Testosterone contributes to male life history trade-offs through effects on behavior and energy usage. Testosterone's role as a trade-off mediator is often discussed as manifesting partly through a negative impact on investment in survival, via immune suppression. Studies across species also show that testosterone in males commonly fluctuates with social changes, providing natural experiments to evaluate any potential immune impacts of intraindividual changes in testosterone. Using longitudinal data from Metropolitan Cebu City, the Philippines, we recently showed that men transitioning to fatherhood experienced substantial declines in testosterone over a 4.5-yr period. Drawing on a subsample of the same men here (N = 330), we evaluate whether these socially mediated changes in testosterone are paralleled by changes in immune function as reflected in salivary secretory immunoglobulin A (SIgA), a localized marker of mucosal immunity. Men reporting more cold/flu symptoms had lower testosterone and a trend toward lower SIgA in cross-section. Intraindividual changes in testosterone between baseline and follow-up 4.5 yr later were strong, positive predictors of changes in SIgA. Men becoming new fathers did not differ in ΔSIgA compared to other men. The positive relationship between ΔSIgA and ΔT in this sample runs counter to the expectation of a mating-maintenance trade-off, and may reflect direct effects of androgens on SIgA production. Our results add to the dialogue on the complex relationships between the reproductive and immune axes, providing additional evidence that in humans testosterone is not uniformly immunosuppressive.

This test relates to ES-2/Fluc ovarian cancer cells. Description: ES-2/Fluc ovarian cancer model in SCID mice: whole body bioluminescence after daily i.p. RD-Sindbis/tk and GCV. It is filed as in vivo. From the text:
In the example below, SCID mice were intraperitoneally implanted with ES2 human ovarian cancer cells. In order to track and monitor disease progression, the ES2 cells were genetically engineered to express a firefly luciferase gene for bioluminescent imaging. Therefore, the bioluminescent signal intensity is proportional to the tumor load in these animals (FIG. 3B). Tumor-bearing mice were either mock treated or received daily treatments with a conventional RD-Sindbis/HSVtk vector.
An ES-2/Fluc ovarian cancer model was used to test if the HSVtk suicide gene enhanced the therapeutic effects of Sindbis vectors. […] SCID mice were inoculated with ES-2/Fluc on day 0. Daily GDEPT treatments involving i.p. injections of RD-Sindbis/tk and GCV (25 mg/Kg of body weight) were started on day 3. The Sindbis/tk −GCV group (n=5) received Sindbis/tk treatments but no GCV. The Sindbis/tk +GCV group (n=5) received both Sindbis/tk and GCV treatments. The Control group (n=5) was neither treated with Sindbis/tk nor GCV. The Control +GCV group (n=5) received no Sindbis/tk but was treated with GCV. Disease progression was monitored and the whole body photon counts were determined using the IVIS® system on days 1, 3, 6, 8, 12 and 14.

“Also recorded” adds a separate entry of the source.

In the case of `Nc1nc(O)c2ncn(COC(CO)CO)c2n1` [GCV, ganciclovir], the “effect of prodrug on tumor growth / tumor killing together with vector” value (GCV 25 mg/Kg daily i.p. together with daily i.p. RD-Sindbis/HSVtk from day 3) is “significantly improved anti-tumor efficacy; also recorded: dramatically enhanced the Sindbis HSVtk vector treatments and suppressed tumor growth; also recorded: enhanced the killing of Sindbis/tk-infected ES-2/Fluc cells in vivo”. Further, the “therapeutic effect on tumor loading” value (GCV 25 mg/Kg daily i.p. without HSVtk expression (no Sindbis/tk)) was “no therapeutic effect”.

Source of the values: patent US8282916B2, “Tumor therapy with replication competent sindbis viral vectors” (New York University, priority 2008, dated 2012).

- Life history trade-offs
- Polymeric immunoglobulin receptors
- Reproductive physiology
- Secretory immunoglobulin A
ASJC Scopus subject areas
- Ecology, Evolution, Behavior and Systematics
- Animal Science and Zoology